Chelsea 2013: My Top Ten Plants

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At a show on the scale of Chelsea picking out just ten plants which really get you excited is a tough job. Every year there are clear plants of the moment, which this time happened to be Anthriscus sylvestris ‘Ravenswing’, Enkianthus (a bit of a surprise), peonies (especially blousy white varieties) and Aquilegia in every colour and form. I’ve nothing at all against any of these; in fact it’s good to see old-fashioned flowers making a comeback. However I go to Chelsea to see plants I’ve never seen before and foremost to learn something new.

The ‘go-to’ stand for anyone in my position is Crûg Farm Plants, where the owners Sue and Bleddyn Wynn-Jones travel the world in search of new and undiscovered plants. Gems this year included Holboellia brachyandra HWJ1023, a deliciously scented vigorous climber (above) and Disporum longistylum, with powerful bamboo-like shoots. These extraordinary growths are later topped by greenish yellow flowers. Can’t wait to find a spot for this in my garden.

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Disporum longistylum

So, two down, eight more to go. The Laurent Perrier garden contained many choice plants, but the stand out for me was the demure and low growing Anemone ‘Wild Swan’, Chelsea Plant of the Year back in 2011. Flowering May to November, the pure white flowers have an attractive slate-blue reverse. Ideal for small, shady gardens like ours and valuable for its long flowering season.

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Anemone ‘Wild Swan’

Enjoying very different conditions was Zaluzianskya ovata, the night phlox. A mouthful of a name maybe, but named after Adam Zaluziansky von Zaluzian, a 16th-century Czech botanist who sought to separate the science of botany from medicine. Z. ovata is lovely fragrant plant, hailing not from Czechoslovakia but from the Drakensberg Mountains in South Africa. It is reasonably hardy in the UK, sporting dark green, aromatic, evergreen leaves covered by white flowers with red reverses. The blooms curl up in the middle of the day and come out at dusk, giving off an intoxicating scent. Used here in the B&Q Sentebale ‘Forget-me-not’ Garden.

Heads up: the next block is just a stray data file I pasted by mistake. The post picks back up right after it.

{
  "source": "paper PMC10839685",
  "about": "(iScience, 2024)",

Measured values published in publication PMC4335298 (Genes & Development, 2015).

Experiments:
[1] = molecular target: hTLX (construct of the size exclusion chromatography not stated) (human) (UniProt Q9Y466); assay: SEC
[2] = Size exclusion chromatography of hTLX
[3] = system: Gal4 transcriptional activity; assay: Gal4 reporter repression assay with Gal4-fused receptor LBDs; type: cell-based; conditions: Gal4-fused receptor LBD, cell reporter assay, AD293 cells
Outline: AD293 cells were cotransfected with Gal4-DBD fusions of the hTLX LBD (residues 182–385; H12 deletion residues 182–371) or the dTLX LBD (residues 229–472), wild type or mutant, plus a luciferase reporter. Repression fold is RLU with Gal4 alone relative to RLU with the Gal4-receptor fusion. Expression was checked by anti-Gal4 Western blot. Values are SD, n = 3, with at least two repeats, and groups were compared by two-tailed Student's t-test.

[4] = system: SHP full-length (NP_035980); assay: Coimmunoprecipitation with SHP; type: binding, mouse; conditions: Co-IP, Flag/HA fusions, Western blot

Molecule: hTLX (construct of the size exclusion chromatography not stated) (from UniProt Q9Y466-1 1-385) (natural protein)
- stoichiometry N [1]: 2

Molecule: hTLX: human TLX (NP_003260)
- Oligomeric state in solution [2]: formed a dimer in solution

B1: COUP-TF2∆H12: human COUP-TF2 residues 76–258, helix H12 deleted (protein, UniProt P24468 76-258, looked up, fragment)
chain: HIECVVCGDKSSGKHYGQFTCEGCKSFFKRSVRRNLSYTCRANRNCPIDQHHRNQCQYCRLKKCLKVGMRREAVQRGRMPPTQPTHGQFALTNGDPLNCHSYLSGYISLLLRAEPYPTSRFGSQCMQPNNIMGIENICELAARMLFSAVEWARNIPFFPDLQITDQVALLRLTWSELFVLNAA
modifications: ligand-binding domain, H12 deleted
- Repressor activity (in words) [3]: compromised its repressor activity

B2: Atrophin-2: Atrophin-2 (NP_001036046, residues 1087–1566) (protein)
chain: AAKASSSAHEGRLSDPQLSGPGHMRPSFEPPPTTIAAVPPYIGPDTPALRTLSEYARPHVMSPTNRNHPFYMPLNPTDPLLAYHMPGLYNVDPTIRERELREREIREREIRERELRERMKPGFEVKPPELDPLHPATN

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Zaluzianskya ovata

Another plant which isn’t new to gardeners but was new to me was Semiaquilegia ‘Sugar Plum Fairy’ a delicate looking granny’s bonnet, with pretty mid-green leaves and bell-shaped dusky pink flowers. It will tolerate some shade and take over nicely when plants like epimediums start to fade.

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Semiaquilegia ‘Sugar Plum Fairy’

Another flower with exquisite colouring was Rosa ‘Boscobel’ from the clever breeding team at David Austin Roses. This variety, new in 2012, was to be found in four or five show gardens, indicating just how quickly it’s established itself as a favourite. ‘Boscobel’ has delicious rich salmon blooms which emerge from red buds and open into a classic rosettes. The scent is described as “a myrrh fragrance with a hawthorn character and hints of elderflower, pear and almond”. I’d just describe it as “bloody good”!

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Rosa ‘Boscobel’ from David Austin Roses.

For colour and interest later in the year, what better than the chic flowers of Agapanthus ‘Phantom’ from Hoyland Plants in South Yorkshire? I’m excited by the increasingly dark and smoky blues, but the subtlety of Phantom’s white, suffused lilac-blue flowers is more unusual. It should be evergreen except in the coldest winters.

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Agapanthus ‘Phantom’ from Hoyland Plants in Yorkshire.

Having seem arisaemas growing wild in Bhutan, I was able to appreciate the natural effect achieved on Jacques Amand’s stand all the more. Diminutive Arisaema sikokianum, the Japanese cobra lily, can only be found in Japan, occupying moist, shady places. The flowers are unmistakable for their smoky-purple base, bright-white cup and arching hoods striped with purple, green and white. I fear our heavy soil would be far from ideal, so it will remain one of those plants I admire from afar.

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Arisaema sikokianum, the Japanese cobra lily

I won’t dwell for long on plant number nine, but it’s a beauty, Fritillaria ‘Garland Star’. I’ll be trying it alongside ‘William Rex’ next spring to see which I like better, but ‘Garland Star’ seems like a strong contender.

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Fritillaria ‘Garland Star’

And so to number ten. So many plants to choose from and so difficult to leave any out. It’s too easy for me to keep including bulbs, so let’s go full circle and return to another white flowered climber Clematis ‘Lemon Dream’. A new introduction from Thorncroft Clematis, it was smothered with double lemon-yellow flowers and gave off a light grapefruit scent. If you prefer single blooms, then C. ‘Lemon Beauty’ is a better choice for you.

I thought I’d never get there, but here we are at the end of my Top Ten. What do you think of my choices? Have I missed anything you loved at Chelsea out?

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Clematis ‘Lemon Dream’.